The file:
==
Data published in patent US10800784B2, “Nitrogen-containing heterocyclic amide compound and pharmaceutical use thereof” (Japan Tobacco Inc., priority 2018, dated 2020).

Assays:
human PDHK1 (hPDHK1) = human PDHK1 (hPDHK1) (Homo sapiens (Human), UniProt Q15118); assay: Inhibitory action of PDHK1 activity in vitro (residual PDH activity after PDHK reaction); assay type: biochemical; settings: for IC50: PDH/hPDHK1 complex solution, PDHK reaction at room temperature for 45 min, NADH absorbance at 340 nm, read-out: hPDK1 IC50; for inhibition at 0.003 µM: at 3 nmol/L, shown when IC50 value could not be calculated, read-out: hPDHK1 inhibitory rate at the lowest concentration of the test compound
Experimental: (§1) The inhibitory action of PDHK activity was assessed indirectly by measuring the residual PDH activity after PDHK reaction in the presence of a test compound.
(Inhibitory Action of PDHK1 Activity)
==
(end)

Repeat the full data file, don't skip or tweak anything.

Data published in patent US10800784B2, “Nitrogen-containing heterocyclic amide compound and pharmaceutical use thereof” (Japan Tobacco Inc., priority 2018, dated 2020).

Assays:
human PDHK1 (hPDHK1) = human PDHK1 (hPDHK1) (Homo sapiens (Human), UniProt Q15118); assay: Inhibitory action of PDHK1 activity in vitro (residual PDH activity after PDHK reaction); assay type: biochemical; settings: for IC50: PDH/hPDHK1 complex solution, PDHK reaction at room temperature for 45 min, NADH absorbance at 340 nm, read-out: hPDK1 IC50; for inhibition at 0.003 µM: at 3 nmol/L, shown when IC50 value could not be calculated, read-out: hPDHK1 inhibitory rate at the lowest concentration of the test compound
Experimental: (§1) The inhibitory action of PDHK activity was assessed indirectly by measuring the residual PDH activity after PDHK reaction in the presence of a test compound.
(Inhibitory Action of PDHK1 Activity)